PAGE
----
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professor of divinity at Leipsic, was born in 1635, at Lehna in Silesia,

, professor of divinity at Leipsic, was born in 1635, at Lehna in Silesia, and died at Leipsic in 1697. He wrote a great many controversial treatises against Puffendorf, Thomasius, the Cartesians, Cocceians, and the adversaries of the Augsburgh communion, especially Bossuet and count Leopold de Collonitsch, bishop of Wienerisch-Nenstadt. Alberti attacked also the orthodoxy of the pious Spener, the Fenelon of the Lutheran church, but who has been censured for his leaning too ranch to the pietists and mystics. Among his writings, which have been most favourably received and frequently reprinted, we may notice his “Compendium Juris naturae,” against Puffendorff, and his “Interesse prsecipuarum religionum Christian.” He also wrote two curious dissertations, “De fide hsereticis servanda,” Leipsic, 1662, 4to. Adelung, who has given a list of his works, says that his German poems are not bad, if we consider the imperfections of that language, and the false taste which prevailed in his time.

ntended to erect at Koningsberg, and which was erected the year following. Soon after, he was chosen professor of divinity at Leipsic, and enjoyed it till his death, which

, a celebrated divine of the confession of Augsbourg, was born at Edinburgh, April 23, 1500. He soon made a considerable progress in schooldivinity, and entered the lists very early against Luther; this being then the great controversy in fashion, and the grand field in which all authors, young and old, were accustomed to display their abilities. Soon after he had a share in the dispute which Patrick Hamilton maintained against the ecclesiastics, in favour of the new faith he had imbibed at Marpurgh: he endeavoured to bring him back to the catholic religion; but this he could not effect, and even began himself to doubt about his own religion, being much affected by the discourse of this gentleman, and more still by the constancy he shewed at the stake, where David Beaton, archbishop of St. Andrew’s, caused him to be burnt. The doubts of Ales would perhaps have been carried no further, if he had been left unmolested to enjoy his canonry in the metropolitan church of St. Andrew’s; but he was persecuted with so much violence by the provost of St. Andrew’s, whose intrigues he preached against that he was obliged to retire into Germany, where he became at length a perfect convert to the Protestant religion, and persevered therein till his death. In the different parties which were formed, he sometimes joined with those that were least orthodox; for, in 1560, he maintained the doctrine of George Major, concerning the necessity of good works. The change of religion, which happened in England after the marriage of Henry VI IL with Anna Boleyn, induced Ales to go to London, in U35, where he was highly esteemed by Cranmer, archbishop of Canterbury, Latimer, and Thomas Cromwel, who were at that time in favour with the king. Upon the fall of these favourites, he was obliged to return to Germany, where the elector of Brandenburg appointed him professor of divinity at Francfort upon the Oder, in 1540. Two years afterwards he had a dispute there, upon the question “Whether the magistrate can and ought to punish fornication” and he maintained the affirmative with Melancthon. He was greatly offended at their not deciding this dispute, and perhaps his discontent was the reason of his quitting Francfort precipitately; and it is certain that the court of Brandenburgh complained of him, and wrote to the university of Wittemberg to have him punished. He retired, however, to Leipsic; and while he was there, he refused a professor’s chair, which Albert duke of Prussia intended to erect at Koningsberg, and which was erected the year following. Soon after, he was chosen professor of divinity at Leipsic, and enjoyed it till his death, which happened on the 17th of March 1565. The following are the titles of his principal works: 1. “De necessitate et merito Bonorum Operum, disputatio proposita, in celebri academia Lipsica ad 29 Nov. 1560.” 2. “Commentarii in evangelium Joannis, et in utramque epistolam ad Timotheum.” 3. “Expositio in Psalmos Davidis.” 4. “De Justificatione, contra Osiandrum.” 5. “De Sancta Trinitate, cum confutatione erroris Valentini.” 6. “Responsio ad triginta et duos articulos theologorum Lovaniensium.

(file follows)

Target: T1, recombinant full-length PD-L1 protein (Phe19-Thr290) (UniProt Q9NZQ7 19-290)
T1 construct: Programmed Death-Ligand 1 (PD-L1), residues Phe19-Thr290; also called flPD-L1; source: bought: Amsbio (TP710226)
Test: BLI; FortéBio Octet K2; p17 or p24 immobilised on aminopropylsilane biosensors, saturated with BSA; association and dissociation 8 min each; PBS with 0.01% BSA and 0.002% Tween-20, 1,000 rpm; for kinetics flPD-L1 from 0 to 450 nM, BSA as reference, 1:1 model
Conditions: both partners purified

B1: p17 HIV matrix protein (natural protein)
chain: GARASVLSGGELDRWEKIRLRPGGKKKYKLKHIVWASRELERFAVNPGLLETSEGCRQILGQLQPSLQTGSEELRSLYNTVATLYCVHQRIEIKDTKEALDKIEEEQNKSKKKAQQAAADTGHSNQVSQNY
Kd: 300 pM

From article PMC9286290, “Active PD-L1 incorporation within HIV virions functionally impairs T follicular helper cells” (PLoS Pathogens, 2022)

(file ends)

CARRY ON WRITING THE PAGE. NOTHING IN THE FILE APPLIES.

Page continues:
, a learned professor of divinity at Leipsic, was son of John Ittigius,“professor

, a learned professor of divinity at Leipsic, was son of John Ittigius,“professor of physic in the same university, and born there in 1644. He received the first part of his education at Leipsic then went to Rostoc, and lastly to Strasburg, to perfect his studies after which he was admitted a professor in philosophy at Leipsic, and published a treatise upon burning mountains. He then became a minister, and exercised that function in various churches in the same place. In 1680 he was made archdeacon, and licentiate in divinity; and, in 1691, professor extraordinary in the same faculty, and ordinary professor the ensuing year. He furnished several papers published in the Leipsic Acts: besides which we have of his,” Dissertatio de haeresiarchis aevi apostolici ejus proximi;“”Appendix de ha3resiarchis“”Prolegomena ad Josephi opera“” Bibliotheca patrum apostolkorum Graeco-Latina;“” Historia synodorum nationalium in Gallia a reformatis habitarum“” Liber de bibliothecis et catenis patrum“” Exhortationes theologicæ“” Historic ecclesiasticæ primi et secundi seculi selecta capita." Some part of this last did not appear till after the death of the author, which happened April 7, 1710.